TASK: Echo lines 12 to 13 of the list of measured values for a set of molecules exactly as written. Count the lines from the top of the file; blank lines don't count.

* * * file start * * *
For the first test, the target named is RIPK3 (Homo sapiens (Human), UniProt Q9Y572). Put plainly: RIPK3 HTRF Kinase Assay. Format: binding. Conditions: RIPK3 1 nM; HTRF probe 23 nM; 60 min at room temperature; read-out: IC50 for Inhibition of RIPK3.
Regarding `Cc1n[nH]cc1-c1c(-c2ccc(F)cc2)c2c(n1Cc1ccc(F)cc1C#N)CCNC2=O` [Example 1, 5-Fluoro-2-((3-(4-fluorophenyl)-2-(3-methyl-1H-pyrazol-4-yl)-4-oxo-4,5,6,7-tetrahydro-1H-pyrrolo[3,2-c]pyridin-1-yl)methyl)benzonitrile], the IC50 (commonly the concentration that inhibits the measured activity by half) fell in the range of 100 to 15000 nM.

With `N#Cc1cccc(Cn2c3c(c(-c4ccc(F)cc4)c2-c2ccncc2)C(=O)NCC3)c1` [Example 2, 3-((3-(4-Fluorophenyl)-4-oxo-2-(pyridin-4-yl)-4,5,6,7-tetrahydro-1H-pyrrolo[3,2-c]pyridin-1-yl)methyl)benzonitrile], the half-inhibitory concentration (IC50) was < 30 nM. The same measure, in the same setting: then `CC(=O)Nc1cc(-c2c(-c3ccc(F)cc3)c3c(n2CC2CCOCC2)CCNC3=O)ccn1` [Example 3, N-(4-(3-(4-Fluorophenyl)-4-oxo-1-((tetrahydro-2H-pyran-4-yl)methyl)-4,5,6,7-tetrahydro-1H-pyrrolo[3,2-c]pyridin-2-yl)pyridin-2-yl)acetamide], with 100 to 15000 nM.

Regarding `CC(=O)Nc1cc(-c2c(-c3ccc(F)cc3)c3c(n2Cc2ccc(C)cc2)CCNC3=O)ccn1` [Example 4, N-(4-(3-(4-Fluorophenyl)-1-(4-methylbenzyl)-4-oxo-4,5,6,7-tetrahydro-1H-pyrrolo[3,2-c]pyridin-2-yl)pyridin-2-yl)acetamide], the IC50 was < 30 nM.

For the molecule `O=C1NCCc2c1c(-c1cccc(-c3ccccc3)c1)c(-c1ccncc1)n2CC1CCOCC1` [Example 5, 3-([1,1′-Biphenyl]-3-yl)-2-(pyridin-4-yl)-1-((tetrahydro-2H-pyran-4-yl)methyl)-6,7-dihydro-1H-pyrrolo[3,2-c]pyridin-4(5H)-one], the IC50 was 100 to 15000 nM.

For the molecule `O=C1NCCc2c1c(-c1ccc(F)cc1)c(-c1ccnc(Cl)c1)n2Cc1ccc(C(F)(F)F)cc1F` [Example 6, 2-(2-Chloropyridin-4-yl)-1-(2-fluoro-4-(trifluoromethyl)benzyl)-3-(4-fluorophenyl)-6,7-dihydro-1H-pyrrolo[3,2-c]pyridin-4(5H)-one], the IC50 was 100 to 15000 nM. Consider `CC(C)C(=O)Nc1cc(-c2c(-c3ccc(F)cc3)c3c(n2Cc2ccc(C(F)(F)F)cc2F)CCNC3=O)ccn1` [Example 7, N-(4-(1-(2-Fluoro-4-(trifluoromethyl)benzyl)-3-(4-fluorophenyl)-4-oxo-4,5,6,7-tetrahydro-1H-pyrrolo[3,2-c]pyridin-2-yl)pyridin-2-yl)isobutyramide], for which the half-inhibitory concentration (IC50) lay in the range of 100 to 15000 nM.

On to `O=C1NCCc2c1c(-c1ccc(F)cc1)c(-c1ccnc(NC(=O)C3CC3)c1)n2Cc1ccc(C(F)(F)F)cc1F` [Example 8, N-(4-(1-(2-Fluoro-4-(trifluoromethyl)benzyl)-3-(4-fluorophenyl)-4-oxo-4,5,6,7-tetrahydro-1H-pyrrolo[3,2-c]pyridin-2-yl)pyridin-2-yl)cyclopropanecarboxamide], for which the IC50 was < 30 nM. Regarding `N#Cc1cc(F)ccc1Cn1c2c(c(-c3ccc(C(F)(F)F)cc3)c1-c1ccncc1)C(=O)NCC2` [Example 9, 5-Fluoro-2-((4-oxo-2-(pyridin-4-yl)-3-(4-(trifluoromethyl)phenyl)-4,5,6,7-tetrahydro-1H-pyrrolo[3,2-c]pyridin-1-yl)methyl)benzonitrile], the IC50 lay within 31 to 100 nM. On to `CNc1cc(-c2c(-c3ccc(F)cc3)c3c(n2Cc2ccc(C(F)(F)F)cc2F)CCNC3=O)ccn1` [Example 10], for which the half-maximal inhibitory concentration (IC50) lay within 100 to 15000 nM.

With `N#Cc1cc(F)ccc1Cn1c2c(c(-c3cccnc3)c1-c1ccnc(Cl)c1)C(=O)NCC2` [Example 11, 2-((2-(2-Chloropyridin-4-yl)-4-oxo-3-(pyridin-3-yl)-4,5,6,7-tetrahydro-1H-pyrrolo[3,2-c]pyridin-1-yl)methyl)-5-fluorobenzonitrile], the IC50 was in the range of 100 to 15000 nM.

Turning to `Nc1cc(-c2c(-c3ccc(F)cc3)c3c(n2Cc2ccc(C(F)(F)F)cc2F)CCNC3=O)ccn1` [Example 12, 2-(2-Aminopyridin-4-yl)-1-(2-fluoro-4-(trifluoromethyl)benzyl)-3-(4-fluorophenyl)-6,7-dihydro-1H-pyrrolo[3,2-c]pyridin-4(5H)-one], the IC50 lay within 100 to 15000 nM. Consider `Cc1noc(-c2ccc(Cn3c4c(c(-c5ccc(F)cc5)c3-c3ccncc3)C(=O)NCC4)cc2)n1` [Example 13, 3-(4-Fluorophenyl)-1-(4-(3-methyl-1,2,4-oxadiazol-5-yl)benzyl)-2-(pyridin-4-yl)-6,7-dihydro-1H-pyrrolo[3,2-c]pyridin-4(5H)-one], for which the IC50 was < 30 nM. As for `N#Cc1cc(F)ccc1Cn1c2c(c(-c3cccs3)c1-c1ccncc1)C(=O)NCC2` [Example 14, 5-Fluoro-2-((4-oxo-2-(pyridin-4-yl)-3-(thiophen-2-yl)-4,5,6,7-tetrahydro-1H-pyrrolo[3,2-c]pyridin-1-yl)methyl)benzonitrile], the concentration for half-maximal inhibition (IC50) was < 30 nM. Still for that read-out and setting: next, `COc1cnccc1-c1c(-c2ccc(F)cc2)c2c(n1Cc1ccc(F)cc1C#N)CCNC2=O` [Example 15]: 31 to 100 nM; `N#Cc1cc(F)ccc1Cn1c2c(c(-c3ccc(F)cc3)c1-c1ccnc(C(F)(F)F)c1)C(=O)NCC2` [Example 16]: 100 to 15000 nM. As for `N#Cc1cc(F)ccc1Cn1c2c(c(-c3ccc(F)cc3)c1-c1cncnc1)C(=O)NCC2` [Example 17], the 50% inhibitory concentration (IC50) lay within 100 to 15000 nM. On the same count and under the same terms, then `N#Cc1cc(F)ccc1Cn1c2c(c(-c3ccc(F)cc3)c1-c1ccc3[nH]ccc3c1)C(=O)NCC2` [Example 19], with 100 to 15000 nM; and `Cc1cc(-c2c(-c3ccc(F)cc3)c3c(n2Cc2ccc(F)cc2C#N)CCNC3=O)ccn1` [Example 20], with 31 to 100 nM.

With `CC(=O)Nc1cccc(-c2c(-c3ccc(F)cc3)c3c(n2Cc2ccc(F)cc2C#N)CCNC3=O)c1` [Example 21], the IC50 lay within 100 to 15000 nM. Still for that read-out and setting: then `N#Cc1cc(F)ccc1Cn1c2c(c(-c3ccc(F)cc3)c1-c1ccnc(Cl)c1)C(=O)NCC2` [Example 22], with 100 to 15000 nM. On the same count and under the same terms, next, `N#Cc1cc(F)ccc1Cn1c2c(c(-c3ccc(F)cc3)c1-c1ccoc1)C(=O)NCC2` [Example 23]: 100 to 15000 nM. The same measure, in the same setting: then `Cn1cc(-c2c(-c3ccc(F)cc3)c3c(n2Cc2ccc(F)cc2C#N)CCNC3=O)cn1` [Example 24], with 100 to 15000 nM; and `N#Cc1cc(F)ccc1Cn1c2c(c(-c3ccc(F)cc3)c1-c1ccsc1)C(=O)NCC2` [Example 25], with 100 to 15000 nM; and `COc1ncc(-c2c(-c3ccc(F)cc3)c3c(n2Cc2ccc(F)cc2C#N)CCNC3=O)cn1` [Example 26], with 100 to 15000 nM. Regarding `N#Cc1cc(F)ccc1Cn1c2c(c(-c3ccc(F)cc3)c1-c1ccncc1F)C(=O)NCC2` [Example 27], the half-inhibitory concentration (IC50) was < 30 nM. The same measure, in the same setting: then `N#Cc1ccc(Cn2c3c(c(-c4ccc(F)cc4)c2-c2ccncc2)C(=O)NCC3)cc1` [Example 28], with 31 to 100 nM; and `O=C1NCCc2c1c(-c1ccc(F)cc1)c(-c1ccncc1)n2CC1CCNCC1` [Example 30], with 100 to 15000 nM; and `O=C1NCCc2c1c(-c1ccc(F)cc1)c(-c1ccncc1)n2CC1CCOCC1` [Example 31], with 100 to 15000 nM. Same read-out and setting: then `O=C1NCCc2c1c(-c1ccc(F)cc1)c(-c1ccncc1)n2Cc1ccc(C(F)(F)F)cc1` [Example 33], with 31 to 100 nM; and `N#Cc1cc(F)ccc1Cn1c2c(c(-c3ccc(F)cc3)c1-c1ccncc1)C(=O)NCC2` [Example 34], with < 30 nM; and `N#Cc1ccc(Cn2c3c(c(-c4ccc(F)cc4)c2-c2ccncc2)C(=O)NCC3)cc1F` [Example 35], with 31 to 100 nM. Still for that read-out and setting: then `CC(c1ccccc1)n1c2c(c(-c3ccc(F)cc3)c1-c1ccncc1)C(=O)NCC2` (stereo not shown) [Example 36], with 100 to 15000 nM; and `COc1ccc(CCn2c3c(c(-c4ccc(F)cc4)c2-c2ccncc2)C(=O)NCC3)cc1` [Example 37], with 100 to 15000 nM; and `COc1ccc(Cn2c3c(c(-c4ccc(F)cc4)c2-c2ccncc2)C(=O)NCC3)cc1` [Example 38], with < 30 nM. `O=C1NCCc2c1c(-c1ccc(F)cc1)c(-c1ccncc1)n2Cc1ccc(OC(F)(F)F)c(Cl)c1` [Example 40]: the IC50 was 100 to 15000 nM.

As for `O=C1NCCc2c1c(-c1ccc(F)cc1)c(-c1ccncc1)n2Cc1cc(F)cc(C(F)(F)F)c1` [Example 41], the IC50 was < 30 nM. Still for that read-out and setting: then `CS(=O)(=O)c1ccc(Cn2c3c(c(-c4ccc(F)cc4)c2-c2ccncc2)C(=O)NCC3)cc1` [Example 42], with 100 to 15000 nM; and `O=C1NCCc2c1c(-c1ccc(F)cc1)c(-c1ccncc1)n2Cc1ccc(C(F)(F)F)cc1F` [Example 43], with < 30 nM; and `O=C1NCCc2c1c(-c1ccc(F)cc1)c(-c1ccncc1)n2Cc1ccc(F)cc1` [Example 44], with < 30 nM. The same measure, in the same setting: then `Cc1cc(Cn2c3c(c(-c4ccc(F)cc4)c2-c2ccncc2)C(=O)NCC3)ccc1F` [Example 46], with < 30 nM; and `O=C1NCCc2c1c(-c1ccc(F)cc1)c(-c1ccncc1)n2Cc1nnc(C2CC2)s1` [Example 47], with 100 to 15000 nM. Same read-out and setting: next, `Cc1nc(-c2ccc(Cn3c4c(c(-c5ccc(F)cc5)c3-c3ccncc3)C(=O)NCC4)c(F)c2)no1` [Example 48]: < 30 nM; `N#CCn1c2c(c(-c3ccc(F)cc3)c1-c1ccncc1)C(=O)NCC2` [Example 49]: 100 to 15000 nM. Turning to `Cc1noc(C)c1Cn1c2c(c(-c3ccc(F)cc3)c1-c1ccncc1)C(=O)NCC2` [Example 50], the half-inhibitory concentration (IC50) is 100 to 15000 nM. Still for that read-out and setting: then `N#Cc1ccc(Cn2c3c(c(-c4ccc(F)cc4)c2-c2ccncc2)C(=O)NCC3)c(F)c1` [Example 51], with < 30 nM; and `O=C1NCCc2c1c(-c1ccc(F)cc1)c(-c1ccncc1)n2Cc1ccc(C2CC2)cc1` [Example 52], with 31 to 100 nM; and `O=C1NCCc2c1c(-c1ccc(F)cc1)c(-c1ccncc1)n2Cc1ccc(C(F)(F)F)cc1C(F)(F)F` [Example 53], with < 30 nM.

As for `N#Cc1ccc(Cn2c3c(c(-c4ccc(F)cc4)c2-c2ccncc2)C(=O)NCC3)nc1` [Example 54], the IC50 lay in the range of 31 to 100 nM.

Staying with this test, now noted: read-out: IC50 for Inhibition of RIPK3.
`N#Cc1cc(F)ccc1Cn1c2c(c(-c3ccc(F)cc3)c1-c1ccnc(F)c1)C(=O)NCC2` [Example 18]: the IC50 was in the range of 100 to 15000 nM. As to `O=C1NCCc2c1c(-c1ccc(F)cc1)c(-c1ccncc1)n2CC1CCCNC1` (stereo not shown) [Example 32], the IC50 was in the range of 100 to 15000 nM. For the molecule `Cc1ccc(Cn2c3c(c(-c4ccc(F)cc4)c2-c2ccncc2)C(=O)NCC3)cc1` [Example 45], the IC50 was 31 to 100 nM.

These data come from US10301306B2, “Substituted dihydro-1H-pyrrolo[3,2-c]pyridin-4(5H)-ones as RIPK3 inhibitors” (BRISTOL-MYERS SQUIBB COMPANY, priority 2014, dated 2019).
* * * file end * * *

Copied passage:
As for `N#Cc1ccc(Cn2c3c(c(-c4ccc(F)cc4)c2-c2ccncc2)C(=O)NCC3)nc1` [Example 54], the IC50 lay in the range of 31 to 100 nM.

Staying with this test, now noted: read-out: IC50 for Inhibition of RIPK3.